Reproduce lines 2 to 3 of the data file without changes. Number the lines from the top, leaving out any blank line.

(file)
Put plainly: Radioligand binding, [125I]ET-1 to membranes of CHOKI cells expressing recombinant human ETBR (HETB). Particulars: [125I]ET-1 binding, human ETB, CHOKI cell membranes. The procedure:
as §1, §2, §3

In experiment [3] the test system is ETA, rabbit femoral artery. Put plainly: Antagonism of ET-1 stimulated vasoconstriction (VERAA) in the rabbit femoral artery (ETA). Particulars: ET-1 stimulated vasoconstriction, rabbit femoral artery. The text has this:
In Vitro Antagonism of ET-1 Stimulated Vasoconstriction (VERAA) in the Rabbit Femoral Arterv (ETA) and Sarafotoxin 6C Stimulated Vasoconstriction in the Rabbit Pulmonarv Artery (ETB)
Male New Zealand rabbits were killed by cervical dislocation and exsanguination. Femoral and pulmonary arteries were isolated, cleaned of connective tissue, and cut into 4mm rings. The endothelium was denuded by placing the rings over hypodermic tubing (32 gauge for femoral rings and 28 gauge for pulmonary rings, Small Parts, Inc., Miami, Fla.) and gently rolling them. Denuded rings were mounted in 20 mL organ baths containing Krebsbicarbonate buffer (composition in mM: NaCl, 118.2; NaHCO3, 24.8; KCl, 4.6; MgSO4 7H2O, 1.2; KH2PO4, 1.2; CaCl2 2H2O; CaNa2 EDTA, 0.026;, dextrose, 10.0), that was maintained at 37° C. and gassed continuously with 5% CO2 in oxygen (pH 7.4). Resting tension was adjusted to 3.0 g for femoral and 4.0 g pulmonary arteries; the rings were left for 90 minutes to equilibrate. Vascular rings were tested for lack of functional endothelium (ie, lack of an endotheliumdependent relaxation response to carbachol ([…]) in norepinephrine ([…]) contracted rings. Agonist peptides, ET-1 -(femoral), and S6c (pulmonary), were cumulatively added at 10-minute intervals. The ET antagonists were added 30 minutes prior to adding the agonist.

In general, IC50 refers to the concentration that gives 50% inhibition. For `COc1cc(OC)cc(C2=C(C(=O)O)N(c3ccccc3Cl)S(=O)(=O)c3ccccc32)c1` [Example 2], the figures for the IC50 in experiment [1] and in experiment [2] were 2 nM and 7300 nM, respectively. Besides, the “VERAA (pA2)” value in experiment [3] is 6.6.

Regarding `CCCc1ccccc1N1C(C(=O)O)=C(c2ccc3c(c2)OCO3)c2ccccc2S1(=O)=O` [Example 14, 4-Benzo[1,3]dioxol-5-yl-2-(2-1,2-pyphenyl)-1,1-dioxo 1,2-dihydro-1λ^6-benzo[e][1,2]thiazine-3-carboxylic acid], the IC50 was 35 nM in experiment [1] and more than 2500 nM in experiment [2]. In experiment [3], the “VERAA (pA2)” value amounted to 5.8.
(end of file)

as §1, §2, §3

In experiment [3] the test system is ETA, rabbit femoral artery. Put plainly: Antagonism of ET-1 stimulated vasoconstriction (VERAA) in the rabbit femoral artery (ETA). Particulars: ET-1 stimulated vasoconstriction, rabbit femoral artery. The text has this: